Most movies blithely celebrate self-absorption. The highest tenet of most movies is: me, me, me. Lead actors (and audiences) are used to being flattered for their sentimentality and easy moralising. So it’s strange to encounter a film where the main character is challenged about her egocentric beliefs. Kenneth Lonergan’s sophomore effort as director is a complex, spiritually urgent story about conscience and consciousness. The title, Margaret, comes from a poem by Gerard Manley Hopkins, where a young girl’s first experience of grief serves as a painful step towards spiritual maturity. In a sense, this is a familiar coming-of-age story, but one where true self-awareness comes from separating selfish “me” from what is meaningful.
When she inadvertently causes a terrible accident, teenager Lisa Cohen is confronted with the arbitrary injustice of life. A stranger literally dies in her arms, and Lisa spends the rest of the movie trying to make sense of this senseless death. At first, understandably, she is traumatised. She wants only to forget about the accident. Later, when she can’t forget, she decides she wants somebody to blame. Lisa thinks of herself as a moral person, but her story isn’t about the virtue of doing the right thing. The world of this movie is (to quote Swami Vivekananda) “a moral gymnasium wherein we have all to take exercise so as to become stronger spiritually.” In short, Lisa’s values have no worth until they’re tested by the world.
Some critics have called Margaret a “post-9/11 movie”, but it’s so graceful in its allusions, you don’t become aware of them until you pause to reflect. There is no crude allegory at work here. Nor does recognising these allusions detract from the drama, or reduce any single character to the status of a puppet, or make the audience feel duped. The central premise of Margaret just fits with reactions to 9/11 because it’s a movie about the insane difficulty of seeing someone else’s point of view. It’s about how we communicate with people who aren’t like us; how we “falsify” people by making assumptions about them; how strident we become when we only listen to one voice. What’s amazing is that it doesn’t get touchy-feely.
Lisa is not an angry teenage cliché who learns to love by the end of the movie. Or rather (and here’s the really clever part), she is an angry teenager who learns to love by the end of the movie, but the screenplay is neither gloopy nor clichéd. Lisa might take a superficial point of view about certain subjects (the accident, U.S. foreign policy), but there’s nothing superficial about her character. She is both a manipulative, self-centred drama queen and an extremely moral, eloquent idealist, and it’s these contradictions that make her human. Like the rest of the cast, she’s a pain-in-the-ass sometimes; things happen which bother her and she doesn’t respond with the equanimity of a saint. Half the time she’s too busy reeling. She’s as smart, if not smarter, than most of the people she meets, and yet they never speak or react as she anticipates. As we all know, it’s frustrating to be wrong when you know you’re in the right.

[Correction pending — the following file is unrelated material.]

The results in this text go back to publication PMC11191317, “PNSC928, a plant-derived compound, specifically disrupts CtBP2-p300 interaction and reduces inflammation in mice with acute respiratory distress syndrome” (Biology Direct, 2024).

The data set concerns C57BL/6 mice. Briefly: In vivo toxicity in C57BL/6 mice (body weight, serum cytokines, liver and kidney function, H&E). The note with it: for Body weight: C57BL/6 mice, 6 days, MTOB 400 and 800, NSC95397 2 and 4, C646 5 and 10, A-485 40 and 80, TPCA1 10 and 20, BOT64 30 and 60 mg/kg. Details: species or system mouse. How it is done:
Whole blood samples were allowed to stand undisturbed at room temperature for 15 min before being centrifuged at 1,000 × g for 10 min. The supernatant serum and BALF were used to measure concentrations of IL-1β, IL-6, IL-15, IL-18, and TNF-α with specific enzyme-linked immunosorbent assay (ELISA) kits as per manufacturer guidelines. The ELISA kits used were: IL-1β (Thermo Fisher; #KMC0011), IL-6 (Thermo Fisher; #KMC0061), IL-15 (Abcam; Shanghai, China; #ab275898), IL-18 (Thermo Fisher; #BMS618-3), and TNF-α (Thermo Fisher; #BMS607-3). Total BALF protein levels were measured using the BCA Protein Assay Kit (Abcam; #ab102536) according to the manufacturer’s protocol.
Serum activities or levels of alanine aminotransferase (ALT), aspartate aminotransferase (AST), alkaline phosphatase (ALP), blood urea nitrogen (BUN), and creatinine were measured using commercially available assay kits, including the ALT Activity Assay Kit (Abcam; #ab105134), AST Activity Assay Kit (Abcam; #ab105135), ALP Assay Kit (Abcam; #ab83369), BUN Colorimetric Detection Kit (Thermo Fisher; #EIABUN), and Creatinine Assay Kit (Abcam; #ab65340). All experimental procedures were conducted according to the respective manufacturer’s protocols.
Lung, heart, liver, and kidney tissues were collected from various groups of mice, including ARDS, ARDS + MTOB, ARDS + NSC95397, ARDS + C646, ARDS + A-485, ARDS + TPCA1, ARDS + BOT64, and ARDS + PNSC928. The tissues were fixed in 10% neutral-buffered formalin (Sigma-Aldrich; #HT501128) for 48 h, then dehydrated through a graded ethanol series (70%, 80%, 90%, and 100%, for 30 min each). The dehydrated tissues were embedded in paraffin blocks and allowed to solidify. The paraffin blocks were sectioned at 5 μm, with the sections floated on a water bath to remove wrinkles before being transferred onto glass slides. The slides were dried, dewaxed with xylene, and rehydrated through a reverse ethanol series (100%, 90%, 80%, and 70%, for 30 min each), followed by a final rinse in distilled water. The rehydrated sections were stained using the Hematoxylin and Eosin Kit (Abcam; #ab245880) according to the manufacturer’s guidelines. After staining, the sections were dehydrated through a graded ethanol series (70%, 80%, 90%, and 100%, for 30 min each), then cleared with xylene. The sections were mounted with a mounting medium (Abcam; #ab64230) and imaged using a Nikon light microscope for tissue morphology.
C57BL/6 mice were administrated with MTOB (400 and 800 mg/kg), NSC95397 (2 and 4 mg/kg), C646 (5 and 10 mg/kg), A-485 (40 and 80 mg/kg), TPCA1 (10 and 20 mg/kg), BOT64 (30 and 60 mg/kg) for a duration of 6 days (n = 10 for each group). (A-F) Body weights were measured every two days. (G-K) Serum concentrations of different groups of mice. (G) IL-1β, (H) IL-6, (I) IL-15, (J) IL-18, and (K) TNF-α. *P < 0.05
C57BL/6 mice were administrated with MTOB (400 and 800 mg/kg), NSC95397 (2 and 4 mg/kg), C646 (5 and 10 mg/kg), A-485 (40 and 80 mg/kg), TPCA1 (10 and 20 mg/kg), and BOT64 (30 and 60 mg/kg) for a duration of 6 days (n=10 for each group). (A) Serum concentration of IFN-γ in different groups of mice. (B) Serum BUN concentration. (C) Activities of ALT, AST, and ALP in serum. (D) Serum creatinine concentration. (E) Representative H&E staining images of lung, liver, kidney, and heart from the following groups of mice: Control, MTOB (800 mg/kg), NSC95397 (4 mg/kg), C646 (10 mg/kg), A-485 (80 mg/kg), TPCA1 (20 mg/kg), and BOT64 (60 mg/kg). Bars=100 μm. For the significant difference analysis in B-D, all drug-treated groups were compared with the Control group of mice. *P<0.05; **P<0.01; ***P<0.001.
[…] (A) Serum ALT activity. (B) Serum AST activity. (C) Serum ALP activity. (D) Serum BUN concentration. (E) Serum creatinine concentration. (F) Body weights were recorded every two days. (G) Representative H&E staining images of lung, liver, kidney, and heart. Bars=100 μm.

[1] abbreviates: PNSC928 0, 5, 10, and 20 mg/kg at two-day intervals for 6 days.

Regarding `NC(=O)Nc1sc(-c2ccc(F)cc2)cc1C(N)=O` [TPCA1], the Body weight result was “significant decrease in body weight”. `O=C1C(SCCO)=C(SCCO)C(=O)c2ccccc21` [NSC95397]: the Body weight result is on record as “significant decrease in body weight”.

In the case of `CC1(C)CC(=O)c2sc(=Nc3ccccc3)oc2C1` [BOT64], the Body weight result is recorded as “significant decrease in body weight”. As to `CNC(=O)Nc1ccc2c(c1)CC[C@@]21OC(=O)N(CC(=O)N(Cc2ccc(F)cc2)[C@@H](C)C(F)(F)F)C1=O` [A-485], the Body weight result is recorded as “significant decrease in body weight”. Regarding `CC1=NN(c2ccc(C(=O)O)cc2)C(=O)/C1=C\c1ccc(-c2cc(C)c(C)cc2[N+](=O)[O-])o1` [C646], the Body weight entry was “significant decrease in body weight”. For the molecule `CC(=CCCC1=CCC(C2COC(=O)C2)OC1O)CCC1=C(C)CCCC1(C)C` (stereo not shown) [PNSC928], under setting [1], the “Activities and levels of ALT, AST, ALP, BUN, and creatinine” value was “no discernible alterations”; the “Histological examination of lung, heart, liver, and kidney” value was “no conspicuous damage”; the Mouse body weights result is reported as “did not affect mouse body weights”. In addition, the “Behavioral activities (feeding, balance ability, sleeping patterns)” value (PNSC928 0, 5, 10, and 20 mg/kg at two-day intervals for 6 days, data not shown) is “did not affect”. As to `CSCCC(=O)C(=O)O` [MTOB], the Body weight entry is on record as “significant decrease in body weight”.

New York is the ideal setting for this story because it bristles with life. Kenneth Lonergan doesn’t want to make a movie where everyone learns to get along. There’s nothing sappy or “Spielberg” about Margaret. Moral choice in this film is not (the usual movie guff) about choosing to be good when the alternative is to be bad; it’s about how difficult it is to be objective. Conflicting points of view abound in this story. Lisa scarcely opens her mouth and she’s caused offence. She lives in a city full of unabashed humanity; smart, complex people surround her, all jostling for the spotlight. As one woman scolds Lisa, with righteous indignation: “We are not supporting characters in the fascinating story of your life!”
This movie wants to rattle spectators. You’re not safe in your little narcissistic cocoon. You don’t get to act superior to Lisa, or to pretend you know what the right thing is she should do. You’re in her shoes. Your heart’s scrambled. I dare you not to cry. What makes this movie truly great is that it doesn’t ask you to switch off your brain so it can move you. The crackle of ideas isn’t doused by sentiment. This movie is adamantly against a purely emotional response to complex issues. In the poem which inspired Margaret, the key line is where the poet speaks of how, in her maturity, the young woman “will weep and know why”. Feeling, alone, is not meaningful. It’s what feeling connects us to that we call profound.